Rangers Coach John Tortorella — a specialist at frustrating other teams — finds his team unable to unnerve the disciplined Capitals so far in this series. (Toni L. Sandys/THE WASHINGTON POST)

Brooks Laich has said, “It’s nice to be able to frustrate teams.”

Asked if that’s what is transpiring after the Capitals took a 2-0 Stanley Cup quarterfinal series lead on the New York Rangers Friday night at a very loud Verizon Center, the veteran left winger said, “I don’t know if we’re there; you have to ask them.”

Actually, you don’t even have to ask John Tortorella, the Rangers’ coach. Look at him, hiding his anger and desperation beneath a half-smile, doing all he can to repel a more skillful and disciplined hockey team.

After Mike Green’s blast from the right wing in the second period ricocheted off a Rangers player, and Jason Arnott put away the deflection beautifully for his 31st playoff goal and a 2-0 lead in Game 2, the familiar postseason image of Tortorella folding his arms in more contempt than contemplation was up on the Jumbotron.

Even inserting a has-been troublemaker like Sean Avery into Game 2’s lineup hadn’t worked. The Rangers’ physical and verbal goading went for naught. A rookie defenseman was called for a soft penalty for knocking over Green, leading to that goal.

Now what, “Torts?”

Let’s give the man credit for a second. Offensively painful to watch, Tortorella knows the Rangers don’t do goals very well; New York scores worse than eligible BYU basketball players.

So the feisty, resourceful coach understandably wanted to mix it up.

Which could’ve worked if Green hadn’t surprised everyone with his sterling play in two games since his return from injury in February. Or if a serene Michal Neuvirth, surprisingly so for his 23 years of age, wasn’t outplaying a goalie of Henrik Lundqvist’s caliber in just Neuvy’s second playoff game.

But mostly, it’s the discipline of the Caps that stood out Friday night; the inability of Washington to take the dumb penalty early — to skate away instead of retaliate — played right out of Tortorella’s scheming ways.

You’ve seen him on his bench in Italian wool, plotting, percolating. If the comedian Dennis Miller had his mug and mop cropped at Supercuts, he would be Tortorella.

Like Miller, the Rangers coach also camouflages his venom with humor and, having not had a plethora of talent since he won a Stanley Cup with Tampa Bay in 2004, he is also easily five years past his heyday.

When Torts is behind in most playoff series and hopelessly outgunned offensively, he often resorts to hooligan tactics to muddy up the game.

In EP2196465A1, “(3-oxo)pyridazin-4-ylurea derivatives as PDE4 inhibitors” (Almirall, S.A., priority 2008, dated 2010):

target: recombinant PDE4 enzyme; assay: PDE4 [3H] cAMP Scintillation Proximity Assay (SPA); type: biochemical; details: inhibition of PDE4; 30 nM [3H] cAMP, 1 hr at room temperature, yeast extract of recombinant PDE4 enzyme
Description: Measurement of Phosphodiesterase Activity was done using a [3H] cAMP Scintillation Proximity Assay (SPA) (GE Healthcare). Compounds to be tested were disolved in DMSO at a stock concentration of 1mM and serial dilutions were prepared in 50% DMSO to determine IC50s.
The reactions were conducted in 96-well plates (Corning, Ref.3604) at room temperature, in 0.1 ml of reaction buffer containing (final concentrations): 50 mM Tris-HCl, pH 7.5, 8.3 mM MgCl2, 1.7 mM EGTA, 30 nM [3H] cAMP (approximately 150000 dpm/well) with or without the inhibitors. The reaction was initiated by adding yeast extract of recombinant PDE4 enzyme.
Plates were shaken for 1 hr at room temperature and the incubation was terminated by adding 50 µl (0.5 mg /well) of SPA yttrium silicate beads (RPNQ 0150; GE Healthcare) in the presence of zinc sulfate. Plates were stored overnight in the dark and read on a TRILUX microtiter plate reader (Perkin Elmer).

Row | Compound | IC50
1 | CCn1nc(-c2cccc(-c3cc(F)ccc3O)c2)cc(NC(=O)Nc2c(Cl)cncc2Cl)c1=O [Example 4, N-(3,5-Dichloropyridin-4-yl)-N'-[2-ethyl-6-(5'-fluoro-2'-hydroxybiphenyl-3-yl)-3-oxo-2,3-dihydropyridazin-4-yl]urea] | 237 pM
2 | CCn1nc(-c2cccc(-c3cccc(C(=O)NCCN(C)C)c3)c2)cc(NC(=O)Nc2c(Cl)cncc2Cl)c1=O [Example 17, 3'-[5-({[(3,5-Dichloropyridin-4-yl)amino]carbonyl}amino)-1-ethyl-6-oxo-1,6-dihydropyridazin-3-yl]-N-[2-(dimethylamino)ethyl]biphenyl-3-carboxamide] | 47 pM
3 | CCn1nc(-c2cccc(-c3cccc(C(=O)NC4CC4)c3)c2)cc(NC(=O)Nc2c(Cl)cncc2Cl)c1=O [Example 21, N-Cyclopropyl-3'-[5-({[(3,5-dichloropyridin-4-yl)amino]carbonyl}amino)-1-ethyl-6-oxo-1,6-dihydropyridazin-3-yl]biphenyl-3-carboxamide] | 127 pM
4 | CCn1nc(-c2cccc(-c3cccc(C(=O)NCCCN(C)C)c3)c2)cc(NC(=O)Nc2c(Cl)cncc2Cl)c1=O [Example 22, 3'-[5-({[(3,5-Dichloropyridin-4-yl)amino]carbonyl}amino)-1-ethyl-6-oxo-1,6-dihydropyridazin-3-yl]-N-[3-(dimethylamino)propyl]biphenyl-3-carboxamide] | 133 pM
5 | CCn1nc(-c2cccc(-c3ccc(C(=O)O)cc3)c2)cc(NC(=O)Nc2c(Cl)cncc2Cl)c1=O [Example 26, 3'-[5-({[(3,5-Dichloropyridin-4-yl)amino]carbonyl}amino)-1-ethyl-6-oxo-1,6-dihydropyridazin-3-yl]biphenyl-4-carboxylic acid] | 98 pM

Usually it’s an open-ice elbow, a knee jutting out as an opposing goal-scorer goes by and the old scoundrel standby – the goalie crosscheck while the referee isn’t looking.

The on-ice manifestation of Torts the Terrible is the irascible and ornery Avery. (Weird paradox: they don’t seem to like each other.)

Avery is barely 5 feet 11 and less than 200 pounds, but he is a bolt of intensity and annoyance. He comes from a long line of toy goons that have swapped punches and penalties for the Rangers, including Tie Domi (more infamously with the Maple Leafs) and current Caps General Manager George McPhee.

Because of his diverse interests — playing dress-up as in intern with Vogue magazine while simultaneously being a hellion — NewLine Cinema has actually commissioned a screenplay about Avery. The bad news is “The Devil Wears Prada” is sadly taken.

After Alex Ovechkin and Alexander Semin quickly got in the goal column in Game 1, Avery was activated for Game 2 – a desperation move of sorts, essentially meaning Torts had given up all hope of just Lundqvist stymieing the Capitals and keeping it close. He needed little, divisive punk to instigate.

And who better than Avery, who in a 2007 poll of 283 NHL players got 70 percent of his peers to vote him the most hated player. Don Cherry, who knows a thing or two about fashion and hockey, once said of Avery, “I’ve known this kid since he was about 16 years old; once a jerk, always a jerk.”

This isn’t a knock on every physical player who crawls beneath the skin of an opponent and messes with their psyche enough to make a difference — Dennis Rodman and Bill Laimbeer elevated their nastiness to an art form in the NBA, and players like Domi and Claude Lemieux were uber-effective on the ice.

But Avery is another breed of insect, the kind of gnat who, if he were playing in your pick-up hoops game, would be the cretin feigning he was a teammate, waving his arms — “Here, pass it to me.” After turning the ball over to him under your own basket, he scores but is actually happier that he did so while fooling and humiliating. Yes, the Rangers’ left wing is that guy.

With 9 minutes 9 seconds left in the third period, Avery’s character showed when he toppled Semin after a play, knocking the overtime star of Game 1 to the ice with the force of his body and then trying to keep the young Russian down, if only symbolically.

The trouble is, Torts doesn’t have a lot of other naturally agitating players. (In hockey, they call this being “chippy,” because even sanctioned violence gets cuddly nicknames in this sport.)

And if the Rangers don’t solve Neuvirth in New York for Games 3 and 4, this could quickly spiral into the Capitals’ postseason dream in the first round: a quick, five-game series that featured a good rest before the second round.

Yes, it’s early. But they’re frustrating the Rangers, the team whose coach and main irritant lives to frustrate everyone else.

Now what, Torts?